The Taoiseach's office has been forced to apologise to Northern Ireland's First Minister after just 10 days in office.
The apology came after a government source had "over zealously" briefed a media outlet that the first meeting between Micheál Martin as Taoiseach, First Minister Arlene Foster and deputy First Minister Michelle O'Neill was to take place today, despite no meeting being organised.
A government spokesperson said that a "scheduling difficulty" was the reason the visit would not now go ahead, noting that the problem was not in Dublin.
A senior source in the Northern Ireland Executive stated that the Taoiseach's office have since apologised for the "cockup".
"Someone briefed out there was meeting on Thursday but no one had notified the Executive Office and it doesn't suit the Office of First Minister and Deputy First Minister to meet on Thursday," they said.
"It seemed to be an administrative cockup. I don't know if it was as much teething problems or someone got over zealous speaking to media, but the first the office had heard about it was what we read in the paper.
"The first official correspondence we got was at around 10pm last night. That was after journalists had been on the phone to us about it for five hours.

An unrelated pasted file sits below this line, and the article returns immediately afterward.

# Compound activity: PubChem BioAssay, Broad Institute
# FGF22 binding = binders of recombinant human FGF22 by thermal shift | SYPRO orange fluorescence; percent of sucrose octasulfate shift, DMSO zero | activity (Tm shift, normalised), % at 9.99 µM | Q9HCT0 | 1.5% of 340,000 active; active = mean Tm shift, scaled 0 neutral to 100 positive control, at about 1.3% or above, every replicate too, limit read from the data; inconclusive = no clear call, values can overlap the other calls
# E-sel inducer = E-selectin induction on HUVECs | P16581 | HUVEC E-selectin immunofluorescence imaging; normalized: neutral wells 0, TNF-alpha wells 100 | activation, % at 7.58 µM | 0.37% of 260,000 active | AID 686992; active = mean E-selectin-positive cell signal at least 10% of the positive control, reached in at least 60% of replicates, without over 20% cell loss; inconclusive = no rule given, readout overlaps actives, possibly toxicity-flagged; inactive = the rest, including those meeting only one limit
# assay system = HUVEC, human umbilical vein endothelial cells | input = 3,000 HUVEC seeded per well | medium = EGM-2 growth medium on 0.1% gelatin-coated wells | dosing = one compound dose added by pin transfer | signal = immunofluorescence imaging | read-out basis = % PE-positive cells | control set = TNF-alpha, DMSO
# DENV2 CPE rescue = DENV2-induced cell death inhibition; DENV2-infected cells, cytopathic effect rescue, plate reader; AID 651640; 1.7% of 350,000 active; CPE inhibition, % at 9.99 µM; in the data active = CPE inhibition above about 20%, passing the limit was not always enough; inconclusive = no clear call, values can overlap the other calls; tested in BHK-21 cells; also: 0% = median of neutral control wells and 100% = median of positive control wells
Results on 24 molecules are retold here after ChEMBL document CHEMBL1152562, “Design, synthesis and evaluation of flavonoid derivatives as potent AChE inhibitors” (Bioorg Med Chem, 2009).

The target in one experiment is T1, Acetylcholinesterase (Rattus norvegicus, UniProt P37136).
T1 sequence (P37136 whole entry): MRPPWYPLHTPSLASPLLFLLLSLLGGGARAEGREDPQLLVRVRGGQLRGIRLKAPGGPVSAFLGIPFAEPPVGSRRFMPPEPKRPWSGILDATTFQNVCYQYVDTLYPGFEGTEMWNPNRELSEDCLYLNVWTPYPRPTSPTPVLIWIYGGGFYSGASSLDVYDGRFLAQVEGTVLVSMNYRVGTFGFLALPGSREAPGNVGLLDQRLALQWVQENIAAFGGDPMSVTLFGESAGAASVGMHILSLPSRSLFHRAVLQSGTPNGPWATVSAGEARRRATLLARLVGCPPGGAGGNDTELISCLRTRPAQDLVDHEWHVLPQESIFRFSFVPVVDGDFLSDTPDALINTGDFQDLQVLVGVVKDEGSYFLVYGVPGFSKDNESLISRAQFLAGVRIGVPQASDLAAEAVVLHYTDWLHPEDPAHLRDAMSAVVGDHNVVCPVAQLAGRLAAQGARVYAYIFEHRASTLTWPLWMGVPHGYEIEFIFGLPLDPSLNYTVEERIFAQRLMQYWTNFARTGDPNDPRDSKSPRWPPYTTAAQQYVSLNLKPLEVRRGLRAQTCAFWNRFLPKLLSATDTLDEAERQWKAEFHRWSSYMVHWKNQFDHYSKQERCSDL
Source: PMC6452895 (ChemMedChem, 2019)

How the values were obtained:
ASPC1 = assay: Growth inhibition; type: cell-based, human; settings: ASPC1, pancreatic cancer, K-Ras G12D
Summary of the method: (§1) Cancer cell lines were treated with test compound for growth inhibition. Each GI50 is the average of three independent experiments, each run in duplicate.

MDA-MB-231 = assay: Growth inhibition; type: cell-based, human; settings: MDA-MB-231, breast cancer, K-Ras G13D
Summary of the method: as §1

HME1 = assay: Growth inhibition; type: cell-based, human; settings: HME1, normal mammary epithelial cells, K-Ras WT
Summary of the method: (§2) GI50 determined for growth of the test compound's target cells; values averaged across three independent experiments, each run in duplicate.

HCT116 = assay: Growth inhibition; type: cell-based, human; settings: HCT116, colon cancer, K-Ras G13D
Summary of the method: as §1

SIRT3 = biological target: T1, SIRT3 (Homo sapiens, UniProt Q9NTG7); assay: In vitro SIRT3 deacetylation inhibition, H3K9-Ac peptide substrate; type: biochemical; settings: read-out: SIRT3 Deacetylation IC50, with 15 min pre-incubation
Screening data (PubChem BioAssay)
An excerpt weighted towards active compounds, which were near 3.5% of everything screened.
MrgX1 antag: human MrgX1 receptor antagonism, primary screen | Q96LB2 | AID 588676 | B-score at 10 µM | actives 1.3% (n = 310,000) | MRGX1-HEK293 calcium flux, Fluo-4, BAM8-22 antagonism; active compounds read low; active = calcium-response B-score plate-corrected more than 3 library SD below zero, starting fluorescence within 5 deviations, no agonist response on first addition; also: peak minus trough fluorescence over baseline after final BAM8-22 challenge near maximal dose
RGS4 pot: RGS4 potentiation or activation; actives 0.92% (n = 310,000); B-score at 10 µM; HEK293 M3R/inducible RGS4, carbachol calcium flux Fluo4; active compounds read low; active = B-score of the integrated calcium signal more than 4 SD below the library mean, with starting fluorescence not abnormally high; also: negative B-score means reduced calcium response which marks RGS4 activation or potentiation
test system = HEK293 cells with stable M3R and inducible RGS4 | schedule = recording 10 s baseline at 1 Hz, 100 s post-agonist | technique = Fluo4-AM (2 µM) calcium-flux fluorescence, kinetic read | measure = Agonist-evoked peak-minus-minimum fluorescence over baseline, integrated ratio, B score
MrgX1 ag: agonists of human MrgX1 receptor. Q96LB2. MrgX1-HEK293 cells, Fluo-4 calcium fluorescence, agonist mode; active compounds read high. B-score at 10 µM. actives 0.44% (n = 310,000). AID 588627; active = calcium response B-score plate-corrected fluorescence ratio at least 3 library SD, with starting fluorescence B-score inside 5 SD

"It wouldn't work, so the Taoiseach's office has apologised for the confusion, they said it was at an administrative level."
However, Sinn Féin sources say all parties to the meeting were made aware of the invitation with more than 24 hours notice and the matter had been discussed by the Taoiseach's office and the Office of the Deputy First Minister, but there had been "radio silence from the DUP".
It's understood that Deputy Leader of Northern Ireland Sinn Féin's Michelle O'Neill had made herself available for the Thursday meeting, however was told it did not suit the First Minister.
"The office saying they didn't get notification until last night is impossible, it had been logged in the system a day before that,” a Sinn Féin source said.
It was decided by all parties involved that the meeting will now "probably be arranged for next week."
The embarrassing briefing error comes just one day after the Taoiseach said he "would favour a stronger north-south relationship and the development of that," in lieu of a border poll on a united Ireland, which he labelled "divisive".
“I don’t believe precipitating or organising a referendum like that is the way to go," Mr Martin said.